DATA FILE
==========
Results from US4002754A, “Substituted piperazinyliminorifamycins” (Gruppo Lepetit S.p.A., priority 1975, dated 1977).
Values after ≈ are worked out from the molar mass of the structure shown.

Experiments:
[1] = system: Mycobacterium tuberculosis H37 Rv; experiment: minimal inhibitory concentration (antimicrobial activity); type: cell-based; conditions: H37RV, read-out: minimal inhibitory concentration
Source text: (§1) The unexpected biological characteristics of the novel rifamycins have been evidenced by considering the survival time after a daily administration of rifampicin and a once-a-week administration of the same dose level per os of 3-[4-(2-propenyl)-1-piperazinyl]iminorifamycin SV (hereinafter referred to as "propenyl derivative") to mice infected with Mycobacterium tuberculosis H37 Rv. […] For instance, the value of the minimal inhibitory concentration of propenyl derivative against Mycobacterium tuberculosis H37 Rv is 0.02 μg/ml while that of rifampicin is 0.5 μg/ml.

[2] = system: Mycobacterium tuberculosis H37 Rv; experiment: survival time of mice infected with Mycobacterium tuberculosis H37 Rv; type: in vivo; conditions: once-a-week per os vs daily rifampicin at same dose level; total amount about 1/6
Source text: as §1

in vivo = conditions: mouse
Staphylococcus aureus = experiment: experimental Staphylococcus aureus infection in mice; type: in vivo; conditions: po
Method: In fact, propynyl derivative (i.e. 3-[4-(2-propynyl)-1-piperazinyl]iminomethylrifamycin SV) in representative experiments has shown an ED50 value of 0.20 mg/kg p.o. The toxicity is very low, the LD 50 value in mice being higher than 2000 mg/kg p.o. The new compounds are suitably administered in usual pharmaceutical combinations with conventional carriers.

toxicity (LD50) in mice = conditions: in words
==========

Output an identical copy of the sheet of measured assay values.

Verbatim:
Results from US4002754A, “Substituted piperazinyliminorifamycins” (Gruppo Lepetit S.p.A., priority 1975, dated 1977).
Values after ≈ are worked out from the molar mass of the structure shown.

Experiments:
[1] = system: Mycobacterium tuberculosis H37 Rv; experiment: minimal inhibitory concentration (antimicrobial activity); type: cell-based; conditions: H37RV, read-out: minimal inhibitory concentration
Source text: (§1) The unexpected biological characteristics of the novel rifamycins have been evidenced by considering the survival time after a daily administration of rifampicin and a once-a-week administration of the same dose level per os of 3-[4-(2-propenyl)-1-piperazinyl]iminorifamycin SV (hereinafter referred to as "propenyl derivative") to mice infected with Mycobacterium tuberculosis H37 Rv. […] For instance, the value of the minimal inhibitory concentration of propenyl derivative against Mycobacterium tuberculosis H37 Rv is 0.02 μg/ml while that of rifampicin is 0.5 μg/ml.

[2] = system: Mycobacterium tuberculosis H37 Rv; experiment: survival time of mice infected with Mycobacterium tuberculosis H37 Rv; type: in vivo; conditions: once-a-week per os vs daily rifampicin at same dose level; total amount about 1/6
Source text: as §1

in vivo = conditions: mouse
Staphylococcus aureus = experiment: experimental Staphylococcus aureus infection in mice; type: in vivo; conditions: po
Method: In fact, propynyl derivative (i.e. 3-[4-(2-propynyl)-1-piperazinyl]iminomethylrifamycin SV) in representative experiments has shown an ED50 value of 0.20 mg/kg p.o. The toxicity is very low, the LD 50 value in mice being higher than 2000 mg/kg p.o. The new compounds are suitably administered in usual pharmaceutical combinations with conventional carriers.

toxicity (LD50) in mice = conditions: in words